Racial prejudice is not simply expressed through interpersonal bigotry, but it is a systemic issue that has been intentionally built into nearly all aspects of our lives. In housing, this has been true in redlining, the lapse of public housing, source of income discrimination, and countless other examples. But we have the power to undo these wrongs. Reversing racial inequity in disaster recovery is one place we can start.
The Texas General Land Office – Community Development and Revitalization (GLO-CDR) program has solicited feedback from elected officials representing areas that received a presidential disaster declaration. This was done in order to inform planning study topics for the Community Development Block Grant Mitigation (CDBG-MIT) program’s planning activities.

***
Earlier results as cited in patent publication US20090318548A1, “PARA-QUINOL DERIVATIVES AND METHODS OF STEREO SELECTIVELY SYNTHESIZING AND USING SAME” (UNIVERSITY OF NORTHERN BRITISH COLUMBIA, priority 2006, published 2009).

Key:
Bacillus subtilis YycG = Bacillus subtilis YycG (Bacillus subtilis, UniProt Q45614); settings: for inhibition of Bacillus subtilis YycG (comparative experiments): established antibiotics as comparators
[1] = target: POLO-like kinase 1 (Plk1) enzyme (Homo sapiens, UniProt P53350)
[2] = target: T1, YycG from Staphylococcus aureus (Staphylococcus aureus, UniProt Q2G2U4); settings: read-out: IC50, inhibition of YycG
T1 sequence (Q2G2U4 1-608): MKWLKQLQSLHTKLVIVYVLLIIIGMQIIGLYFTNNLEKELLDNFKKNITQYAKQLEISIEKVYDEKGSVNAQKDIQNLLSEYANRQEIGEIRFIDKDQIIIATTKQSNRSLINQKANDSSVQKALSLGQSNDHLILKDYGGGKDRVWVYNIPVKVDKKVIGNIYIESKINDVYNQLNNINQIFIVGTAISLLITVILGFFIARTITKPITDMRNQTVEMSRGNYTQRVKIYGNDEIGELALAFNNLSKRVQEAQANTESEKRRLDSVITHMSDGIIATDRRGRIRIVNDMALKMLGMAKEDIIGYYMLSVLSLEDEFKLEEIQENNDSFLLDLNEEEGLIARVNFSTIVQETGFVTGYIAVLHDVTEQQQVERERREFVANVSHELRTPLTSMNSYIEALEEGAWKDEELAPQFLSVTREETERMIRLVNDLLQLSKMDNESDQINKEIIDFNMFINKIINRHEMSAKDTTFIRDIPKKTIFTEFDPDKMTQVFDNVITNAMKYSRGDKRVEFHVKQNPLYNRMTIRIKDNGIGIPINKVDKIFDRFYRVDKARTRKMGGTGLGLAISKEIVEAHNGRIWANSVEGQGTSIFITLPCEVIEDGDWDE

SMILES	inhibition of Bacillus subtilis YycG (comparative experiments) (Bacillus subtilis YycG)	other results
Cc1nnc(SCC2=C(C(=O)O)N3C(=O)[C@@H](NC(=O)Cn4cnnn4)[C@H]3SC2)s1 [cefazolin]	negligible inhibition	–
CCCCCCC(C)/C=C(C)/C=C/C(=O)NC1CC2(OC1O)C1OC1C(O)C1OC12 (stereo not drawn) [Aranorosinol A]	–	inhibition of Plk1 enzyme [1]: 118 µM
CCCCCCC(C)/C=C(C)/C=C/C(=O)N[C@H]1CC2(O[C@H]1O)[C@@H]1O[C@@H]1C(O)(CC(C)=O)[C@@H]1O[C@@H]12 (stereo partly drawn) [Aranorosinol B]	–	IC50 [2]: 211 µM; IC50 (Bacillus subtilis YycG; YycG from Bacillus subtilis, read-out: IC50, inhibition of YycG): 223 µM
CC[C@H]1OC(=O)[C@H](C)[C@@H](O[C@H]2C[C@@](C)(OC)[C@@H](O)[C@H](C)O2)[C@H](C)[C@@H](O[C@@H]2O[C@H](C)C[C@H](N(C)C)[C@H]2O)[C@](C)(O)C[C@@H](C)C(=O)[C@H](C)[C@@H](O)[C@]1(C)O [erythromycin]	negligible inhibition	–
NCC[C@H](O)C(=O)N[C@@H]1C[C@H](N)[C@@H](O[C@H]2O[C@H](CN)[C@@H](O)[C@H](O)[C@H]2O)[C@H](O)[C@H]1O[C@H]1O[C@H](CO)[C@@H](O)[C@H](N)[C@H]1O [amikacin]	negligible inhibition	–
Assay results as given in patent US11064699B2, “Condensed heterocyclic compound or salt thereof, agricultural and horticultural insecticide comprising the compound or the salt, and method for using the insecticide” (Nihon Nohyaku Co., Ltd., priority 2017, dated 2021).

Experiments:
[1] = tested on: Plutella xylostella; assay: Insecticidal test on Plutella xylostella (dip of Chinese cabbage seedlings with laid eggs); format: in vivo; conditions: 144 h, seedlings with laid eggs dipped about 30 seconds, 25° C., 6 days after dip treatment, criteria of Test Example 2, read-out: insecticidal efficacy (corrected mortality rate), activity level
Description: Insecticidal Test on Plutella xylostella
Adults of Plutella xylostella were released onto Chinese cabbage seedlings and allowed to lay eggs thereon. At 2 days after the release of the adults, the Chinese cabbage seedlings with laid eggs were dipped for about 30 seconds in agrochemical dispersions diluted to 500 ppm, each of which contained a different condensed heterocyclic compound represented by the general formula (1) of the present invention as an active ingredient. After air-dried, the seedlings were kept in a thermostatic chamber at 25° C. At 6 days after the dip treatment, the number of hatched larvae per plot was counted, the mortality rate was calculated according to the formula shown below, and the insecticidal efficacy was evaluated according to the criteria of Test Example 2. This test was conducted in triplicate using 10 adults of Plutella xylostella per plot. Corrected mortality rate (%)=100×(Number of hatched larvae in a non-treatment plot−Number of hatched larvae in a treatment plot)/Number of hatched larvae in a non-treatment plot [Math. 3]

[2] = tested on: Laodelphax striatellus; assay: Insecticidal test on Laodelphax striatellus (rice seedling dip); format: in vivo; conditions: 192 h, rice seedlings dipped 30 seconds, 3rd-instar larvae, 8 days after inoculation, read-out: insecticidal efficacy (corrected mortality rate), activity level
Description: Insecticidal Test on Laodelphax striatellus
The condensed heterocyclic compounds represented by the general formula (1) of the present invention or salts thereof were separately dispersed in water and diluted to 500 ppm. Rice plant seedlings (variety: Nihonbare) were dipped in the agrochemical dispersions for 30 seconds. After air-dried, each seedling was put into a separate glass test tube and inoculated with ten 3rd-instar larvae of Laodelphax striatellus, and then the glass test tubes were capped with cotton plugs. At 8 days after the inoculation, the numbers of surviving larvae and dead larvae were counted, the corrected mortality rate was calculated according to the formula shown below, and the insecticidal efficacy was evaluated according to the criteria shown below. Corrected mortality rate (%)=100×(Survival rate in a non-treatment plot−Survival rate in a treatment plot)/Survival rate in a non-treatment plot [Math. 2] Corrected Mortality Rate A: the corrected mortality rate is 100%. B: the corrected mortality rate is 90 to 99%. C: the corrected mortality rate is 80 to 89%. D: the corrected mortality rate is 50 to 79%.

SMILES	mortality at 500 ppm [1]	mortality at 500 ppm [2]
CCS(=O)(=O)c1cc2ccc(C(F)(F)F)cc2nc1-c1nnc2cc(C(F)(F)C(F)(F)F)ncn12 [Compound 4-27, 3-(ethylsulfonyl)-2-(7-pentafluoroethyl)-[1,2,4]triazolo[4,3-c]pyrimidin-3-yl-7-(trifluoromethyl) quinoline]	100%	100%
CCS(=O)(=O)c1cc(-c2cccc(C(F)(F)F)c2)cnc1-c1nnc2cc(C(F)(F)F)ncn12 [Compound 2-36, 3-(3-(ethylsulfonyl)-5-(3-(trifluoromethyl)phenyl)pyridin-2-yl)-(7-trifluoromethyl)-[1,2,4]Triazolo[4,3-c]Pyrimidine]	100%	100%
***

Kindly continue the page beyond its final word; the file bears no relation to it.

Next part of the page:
GLO-CDR’s planning studies provide a critical opportunity to assess disparate levels of disaster risk experienced by communities of color in our state, and GLO-CDR needs to prioritize planning to benefit the most vulnerable neighborhoods. The State must consciously address the existing deficits in order to remedy past practices that have disproportionately put people of color in harm’s way.
Below is the letter we submitted in response to GLO-CDR’s current survey, providing specific recommendations for planning topics and explaining the need to address systemic racial inequity through these disaster mitigation planning studies.TexasHousers_Addressing-Systemic-Racial-Inequity-through-CDBG-MIT-Planning-and-Disaster-Mitigation-Activities